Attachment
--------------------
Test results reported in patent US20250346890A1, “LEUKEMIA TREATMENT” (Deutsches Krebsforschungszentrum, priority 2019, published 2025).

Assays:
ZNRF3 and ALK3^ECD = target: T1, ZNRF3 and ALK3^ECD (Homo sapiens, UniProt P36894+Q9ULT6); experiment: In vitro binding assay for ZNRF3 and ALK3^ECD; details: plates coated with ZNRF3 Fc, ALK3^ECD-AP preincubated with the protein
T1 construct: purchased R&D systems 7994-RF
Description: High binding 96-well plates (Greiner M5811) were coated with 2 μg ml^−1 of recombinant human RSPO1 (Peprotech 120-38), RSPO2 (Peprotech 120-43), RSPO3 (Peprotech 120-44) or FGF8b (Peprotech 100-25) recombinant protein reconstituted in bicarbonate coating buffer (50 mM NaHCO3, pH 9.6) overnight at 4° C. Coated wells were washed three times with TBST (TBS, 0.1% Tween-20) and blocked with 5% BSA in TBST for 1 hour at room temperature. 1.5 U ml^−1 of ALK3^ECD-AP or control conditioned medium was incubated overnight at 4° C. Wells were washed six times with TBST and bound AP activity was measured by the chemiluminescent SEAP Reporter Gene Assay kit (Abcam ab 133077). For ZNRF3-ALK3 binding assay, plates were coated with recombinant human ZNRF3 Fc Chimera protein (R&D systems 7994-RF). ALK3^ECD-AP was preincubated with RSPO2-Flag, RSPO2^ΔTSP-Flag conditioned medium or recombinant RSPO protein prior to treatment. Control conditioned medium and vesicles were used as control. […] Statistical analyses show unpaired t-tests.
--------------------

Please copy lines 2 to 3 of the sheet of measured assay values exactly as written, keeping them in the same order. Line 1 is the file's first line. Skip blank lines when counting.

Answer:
Assays:
ZNRF3 and ALK3^ECD = target: T1, ZNRF3 and ALK3^ECD (Homo sapiens, UniProt P36894+Q9ULT6); experiment: In vitro binding assay for ZNRF3 and ALK3^ECD; details: plates coated with ZNRF3 Fc, ALK3^ECD-AP preincubated with the protein